Elaine Frantz Parsons, “Klan Skepticism and Denial in Reconstruction-Era Public Discourse,” Journal of Southern History 77 (February 2011): 53-90.
Gordon S. Wood, “Conspiracy and the Paranoid Style: Causality and Deceit in the Eighteenth Century,” William & Mary Quarterly 39 (July 1982): 401-441.
Bertram Wyatt-Brown, “Honor and Theater: Booth, the Lincoln Conspirators, and the Maryland Connection,” Maryland Historical Magazine 104 (Fall 2009): 302-325.
|1—January 11-13||Introduction of Course and Themes|
|2—January 16-20||What Is a Conspiracy?||Read Hofstadter article; W.A. #1 due on Wed., January 18||No class on Mon., Jan. 16—MLK Jr. Holiday|
|3—January 23-27||Conspiracy in EarlyAmerica||Readings: Wood article, Critchlow, Sect. 1, and Goldberg, ch. 1|
|4—January 30-February 3||Conspiracy in AntebellumAmerica||Read Davis article and Critchlow, Sect. 2|
|5—February 6-10||The Assassination of a President: The Case of Abraham Lincoln||Read Wyatt-Brown article and Critchlow, Sect. 3|
|6—February 13-17||The Ku Klux Klan as a Case Study of the Paranoid Style||Read Parsons article|
|7—February 20-24||Conspiracy in Late 19th- and Early 20th-CenturyAmerica||Read Critchlow, Sect. 4|
|8—February 27-March 2||Who Killed JFK, X, MLK, and RFK?||Readings: Critchlow, Sect. 5, and Goldberg, chs. 2 and 4; JFK group presentation on Mon., Feb. 27; MLK group presentation on Fri., March 2|
|9—March 5-9||Spring Break||No class—Spring Break|
|10—March 12-16||Deep Throat, Richard M. Nixon, and the Watergate Conspiracy||Read Goldberg, ch. 7|
|11—March 19-23||Conspiratorial Literature||Writing Assignment #2 due in class on Mon., March 19|
|12—March 26-30||The Conspiratorial Mindset Among Christian Fundamentalists||Read Goldberg, ch. 3; Antichrist group presentation on Mon., March 26|
|13—April 2-6||The Truth Is Out There: Fighting Aliens with Mulder and Scully||Read Goldberg, ch. 6; Area 51 group presentation on Wed., April 4||No class on Fri., April 6—Good Friday|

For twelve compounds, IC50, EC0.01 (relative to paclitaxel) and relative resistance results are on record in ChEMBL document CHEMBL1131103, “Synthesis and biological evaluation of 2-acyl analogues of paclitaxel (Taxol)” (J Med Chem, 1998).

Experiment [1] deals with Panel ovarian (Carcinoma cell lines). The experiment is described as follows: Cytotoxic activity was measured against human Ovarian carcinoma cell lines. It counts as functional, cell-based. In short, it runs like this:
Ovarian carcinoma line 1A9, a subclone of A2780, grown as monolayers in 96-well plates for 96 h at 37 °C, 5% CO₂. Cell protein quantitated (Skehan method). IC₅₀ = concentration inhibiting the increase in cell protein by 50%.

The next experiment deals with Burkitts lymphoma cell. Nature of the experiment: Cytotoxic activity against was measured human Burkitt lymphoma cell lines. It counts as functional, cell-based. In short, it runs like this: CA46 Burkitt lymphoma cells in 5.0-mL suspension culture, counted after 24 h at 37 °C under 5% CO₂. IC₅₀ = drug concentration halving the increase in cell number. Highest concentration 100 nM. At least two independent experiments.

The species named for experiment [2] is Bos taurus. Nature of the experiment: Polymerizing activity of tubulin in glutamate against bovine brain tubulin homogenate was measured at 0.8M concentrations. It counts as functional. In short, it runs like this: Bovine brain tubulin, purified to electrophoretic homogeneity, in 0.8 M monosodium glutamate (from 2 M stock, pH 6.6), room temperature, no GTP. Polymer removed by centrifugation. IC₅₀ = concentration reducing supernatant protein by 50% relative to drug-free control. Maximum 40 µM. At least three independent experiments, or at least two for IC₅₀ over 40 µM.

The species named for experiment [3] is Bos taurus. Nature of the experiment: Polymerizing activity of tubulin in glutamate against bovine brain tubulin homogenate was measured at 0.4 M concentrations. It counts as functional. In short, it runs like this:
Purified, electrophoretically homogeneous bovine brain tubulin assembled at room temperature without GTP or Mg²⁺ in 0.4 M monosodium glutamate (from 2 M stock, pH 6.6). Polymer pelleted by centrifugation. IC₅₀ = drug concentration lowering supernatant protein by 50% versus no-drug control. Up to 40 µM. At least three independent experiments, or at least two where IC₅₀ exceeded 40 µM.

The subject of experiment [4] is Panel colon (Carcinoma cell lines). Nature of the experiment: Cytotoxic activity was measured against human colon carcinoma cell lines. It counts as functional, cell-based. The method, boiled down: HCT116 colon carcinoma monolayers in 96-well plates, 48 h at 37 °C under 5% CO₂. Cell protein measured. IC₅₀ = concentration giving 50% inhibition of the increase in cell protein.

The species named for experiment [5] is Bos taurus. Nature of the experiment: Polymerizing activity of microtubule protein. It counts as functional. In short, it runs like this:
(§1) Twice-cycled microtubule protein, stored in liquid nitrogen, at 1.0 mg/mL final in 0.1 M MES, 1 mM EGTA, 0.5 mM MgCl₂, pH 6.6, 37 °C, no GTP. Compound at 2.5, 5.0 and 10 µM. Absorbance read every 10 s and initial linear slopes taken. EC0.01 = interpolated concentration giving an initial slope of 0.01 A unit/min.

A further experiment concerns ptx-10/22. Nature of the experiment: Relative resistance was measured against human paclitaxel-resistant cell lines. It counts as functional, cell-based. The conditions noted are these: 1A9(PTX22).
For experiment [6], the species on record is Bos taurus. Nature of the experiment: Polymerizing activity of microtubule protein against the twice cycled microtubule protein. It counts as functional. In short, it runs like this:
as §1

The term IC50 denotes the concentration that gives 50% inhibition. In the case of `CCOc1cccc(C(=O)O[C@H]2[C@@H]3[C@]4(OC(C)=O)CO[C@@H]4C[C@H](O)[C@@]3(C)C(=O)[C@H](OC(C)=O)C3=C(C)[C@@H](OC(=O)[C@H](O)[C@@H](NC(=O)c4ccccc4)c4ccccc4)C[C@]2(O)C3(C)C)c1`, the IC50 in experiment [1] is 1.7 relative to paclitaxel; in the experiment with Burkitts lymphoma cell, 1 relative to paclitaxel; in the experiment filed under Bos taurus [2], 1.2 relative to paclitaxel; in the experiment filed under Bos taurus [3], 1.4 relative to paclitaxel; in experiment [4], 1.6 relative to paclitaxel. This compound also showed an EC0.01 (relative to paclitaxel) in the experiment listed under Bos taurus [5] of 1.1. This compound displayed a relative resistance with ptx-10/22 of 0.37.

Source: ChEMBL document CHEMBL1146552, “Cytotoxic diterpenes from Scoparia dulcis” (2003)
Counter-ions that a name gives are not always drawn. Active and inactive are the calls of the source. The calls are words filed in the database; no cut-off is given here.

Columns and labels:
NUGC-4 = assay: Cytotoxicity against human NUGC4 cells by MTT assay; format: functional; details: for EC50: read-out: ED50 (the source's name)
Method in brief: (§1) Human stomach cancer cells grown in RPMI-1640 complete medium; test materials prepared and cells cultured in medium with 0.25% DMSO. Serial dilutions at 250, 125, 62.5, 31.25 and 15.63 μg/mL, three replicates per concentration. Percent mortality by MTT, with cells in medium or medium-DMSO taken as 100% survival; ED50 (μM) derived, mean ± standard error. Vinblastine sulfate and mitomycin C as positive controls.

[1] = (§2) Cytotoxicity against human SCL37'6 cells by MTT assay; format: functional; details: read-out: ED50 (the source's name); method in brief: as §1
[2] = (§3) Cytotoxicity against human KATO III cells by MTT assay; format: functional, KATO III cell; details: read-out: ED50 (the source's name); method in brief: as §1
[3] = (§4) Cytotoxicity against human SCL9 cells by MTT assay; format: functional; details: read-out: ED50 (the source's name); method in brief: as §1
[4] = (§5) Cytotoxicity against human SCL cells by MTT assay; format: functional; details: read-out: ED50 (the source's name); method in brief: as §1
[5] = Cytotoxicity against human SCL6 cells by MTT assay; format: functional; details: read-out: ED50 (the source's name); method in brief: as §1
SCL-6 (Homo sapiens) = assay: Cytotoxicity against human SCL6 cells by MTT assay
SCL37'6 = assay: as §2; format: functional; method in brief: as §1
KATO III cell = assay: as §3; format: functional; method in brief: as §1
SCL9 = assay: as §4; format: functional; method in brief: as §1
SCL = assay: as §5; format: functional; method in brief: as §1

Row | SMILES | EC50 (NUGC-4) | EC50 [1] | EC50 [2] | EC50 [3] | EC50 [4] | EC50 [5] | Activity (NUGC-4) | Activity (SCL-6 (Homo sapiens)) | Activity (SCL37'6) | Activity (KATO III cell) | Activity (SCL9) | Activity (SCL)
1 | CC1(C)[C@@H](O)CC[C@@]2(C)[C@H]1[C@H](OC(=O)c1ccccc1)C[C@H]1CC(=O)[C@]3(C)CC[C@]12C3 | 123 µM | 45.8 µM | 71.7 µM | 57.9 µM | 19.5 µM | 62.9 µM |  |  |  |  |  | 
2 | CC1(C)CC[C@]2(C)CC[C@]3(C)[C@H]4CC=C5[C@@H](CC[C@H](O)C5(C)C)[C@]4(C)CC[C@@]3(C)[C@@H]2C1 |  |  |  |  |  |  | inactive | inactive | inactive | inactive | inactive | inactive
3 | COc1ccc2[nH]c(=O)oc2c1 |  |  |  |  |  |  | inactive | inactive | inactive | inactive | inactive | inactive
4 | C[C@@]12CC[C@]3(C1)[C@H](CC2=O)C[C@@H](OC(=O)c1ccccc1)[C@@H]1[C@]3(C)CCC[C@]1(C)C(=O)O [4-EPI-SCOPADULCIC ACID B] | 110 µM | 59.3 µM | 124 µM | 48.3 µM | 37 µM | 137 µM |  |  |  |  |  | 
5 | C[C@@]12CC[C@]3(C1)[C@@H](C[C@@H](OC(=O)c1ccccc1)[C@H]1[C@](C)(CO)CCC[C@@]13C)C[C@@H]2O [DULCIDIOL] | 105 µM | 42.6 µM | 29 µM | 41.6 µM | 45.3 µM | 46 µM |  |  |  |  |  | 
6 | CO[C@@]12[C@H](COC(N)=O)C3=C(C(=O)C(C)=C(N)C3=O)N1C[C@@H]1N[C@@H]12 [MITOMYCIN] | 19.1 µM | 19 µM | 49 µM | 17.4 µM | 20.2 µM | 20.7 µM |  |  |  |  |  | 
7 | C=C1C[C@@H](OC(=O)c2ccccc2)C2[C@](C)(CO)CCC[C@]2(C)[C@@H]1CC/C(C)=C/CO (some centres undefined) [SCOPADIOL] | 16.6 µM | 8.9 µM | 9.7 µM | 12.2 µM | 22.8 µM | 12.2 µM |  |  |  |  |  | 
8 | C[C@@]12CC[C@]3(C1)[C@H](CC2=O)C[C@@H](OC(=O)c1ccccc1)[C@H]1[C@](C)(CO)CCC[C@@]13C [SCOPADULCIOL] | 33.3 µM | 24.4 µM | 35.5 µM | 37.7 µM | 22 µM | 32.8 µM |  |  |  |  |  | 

|14—April 9-13||TheUnited States’ Role in theNew WorldOrder||Readings: Goldberg article, Goldberg, ch. 5, and Critchlow, Sect. 6; Oklahoma City bombing group presentation on Mon., April 9; 9/11 group presentation on Fri., April 13|
|15—April 16-20||Movie presentations||Presentation dates assigned in class|
|16—April 23-26||Course Wrap-up|
|16—April 27-May 4||Reading Day and Final exams||Final Exam: Mon., April 30, 1-3:00||Reading Day (Fri., April 27)|
Students’ first assignment is to read Hofstadter’s essay on the paranoid style and, in a thought piece, explain their understanding of the difference between an actual conspiracy and a conspiracy theory. This gives us a baseline from which to work as we progress in the course.
The second writing assignment asks students to analyze a novel by answering the following questions in their essay:
- What is the conspiracy at the heart of the novel? How does it threaten American/human values?
- Who are the villains? What traits do they possess? What are their goals? Why do you think they are identified as the villains?
- Who are the heroes? What traits do they possess? What are their goals? Why do you think they are identified as the heroes?
- What “truth” is the author trying to convey to readers in his/her presentation of the conspiratorial struggle between the heroes and the villains?